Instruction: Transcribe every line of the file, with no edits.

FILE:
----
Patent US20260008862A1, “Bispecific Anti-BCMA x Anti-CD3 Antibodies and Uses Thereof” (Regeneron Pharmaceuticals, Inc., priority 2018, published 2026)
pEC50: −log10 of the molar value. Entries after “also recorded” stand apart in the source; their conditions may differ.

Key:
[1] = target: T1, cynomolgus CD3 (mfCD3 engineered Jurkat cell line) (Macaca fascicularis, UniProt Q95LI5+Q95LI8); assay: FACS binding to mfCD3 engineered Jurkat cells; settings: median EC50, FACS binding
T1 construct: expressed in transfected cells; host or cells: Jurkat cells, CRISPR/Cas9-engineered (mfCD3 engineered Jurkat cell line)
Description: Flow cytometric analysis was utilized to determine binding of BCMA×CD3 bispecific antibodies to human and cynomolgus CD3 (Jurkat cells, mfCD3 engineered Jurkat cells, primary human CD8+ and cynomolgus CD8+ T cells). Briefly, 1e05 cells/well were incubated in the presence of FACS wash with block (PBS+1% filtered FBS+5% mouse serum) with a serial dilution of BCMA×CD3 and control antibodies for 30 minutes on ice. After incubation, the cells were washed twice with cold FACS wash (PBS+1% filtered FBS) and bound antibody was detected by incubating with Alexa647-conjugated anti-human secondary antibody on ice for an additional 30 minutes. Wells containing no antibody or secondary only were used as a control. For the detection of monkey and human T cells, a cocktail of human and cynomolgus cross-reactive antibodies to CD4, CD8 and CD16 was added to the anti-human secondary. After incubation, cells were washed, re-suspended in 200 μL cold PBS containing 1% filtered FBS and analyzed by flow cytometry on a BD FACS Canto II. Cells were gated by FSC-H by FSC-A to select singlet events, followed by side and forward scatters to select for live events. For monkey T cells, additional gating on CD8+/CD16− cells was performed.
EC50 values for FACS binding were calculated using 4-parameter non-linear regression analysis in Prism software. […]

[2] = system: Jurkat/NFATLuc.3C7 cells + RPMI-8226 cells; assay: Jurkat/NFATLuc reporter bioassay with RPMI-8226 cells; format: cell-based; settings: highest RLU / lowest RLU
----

Patent US20260008862A1, “Bispecific Anti-BCMA x Anti-CD3 Antibodies and Uses Thereof” (Regeneron Pharmaceuticals, Inc., priority 2018, published 2026)
pEC50: −log10 of the molar value. Entries after “also recorded” stand apart in the source; their conditions may differ.

Key:
[1] = target: T1, cynomolgus CD3 (mfCD3 engineered Jurkat cell line) (Macaca fascicularis, UniProt Q95LI5+Q95LI8); assay: FACS binding to mfCD3 engineered Jurkat cells; settings: median EC50, FACS binding
T1 construct: expressed in transfected cells; host or cells: Jurkat cells, CRISPR/Cas9-engineered (mfCD3 engineered Jurkat cell line)
Description: Flow cytometric analysis was utilized to determine binding of BCMA×CD3 bispecific antibodies to human and cynomolgus CD3 (Jurkat cells, mfCD3 engineered Jurkat cells, primary human CD8+ and cynomolgus CD8+ T cells). Briefly, 1e05 cells/well were incubated in the presence of FACS wash with block (PBS+1% filtered FBS+5% mouse serum) with a serial dilution of BCMA×CD3 and control antibodies for 30 minutes on ice. After incubation, the cells were washed twice with cold FACS wash (PBS+1% filtered FBS) and bound antibody was detected by incubating with Alexa647-conjugated anti-human secondary antibody on ice for an additional 30 minutes. Wells containing no antibody or secondary only were used as a control. For the detection of monkey and human T cells, a cocktail of human and cynomolgus cross-reactive antibodies to CD4, CD8 and CD16 was added to the anti-human secondary. After incubation, cells were washed, re-suspended in 200 μL cold PBS containing 1% filtered FBS and analyzed by flow cytometry on a BD FACS Canto II. Cells were gated by FSC-H by FSC-A to select singlet events, followed by side and forward scatters to select for live events. For monkey T cells, additional gating on CD8+/CD16− cells was performed.
EC50 values for FACS binding were calculated using 4-parameter non-linear regression analysis in Prism software. […]

[2] = system: Jurkat/NFATLuc.3C7 cells + RPMI-8226 cells; assay: Jurkat/NFATLuc reporter bioassay with RPMI-8226 cells; format: cell-based; settings: highest RLU / lowest RLU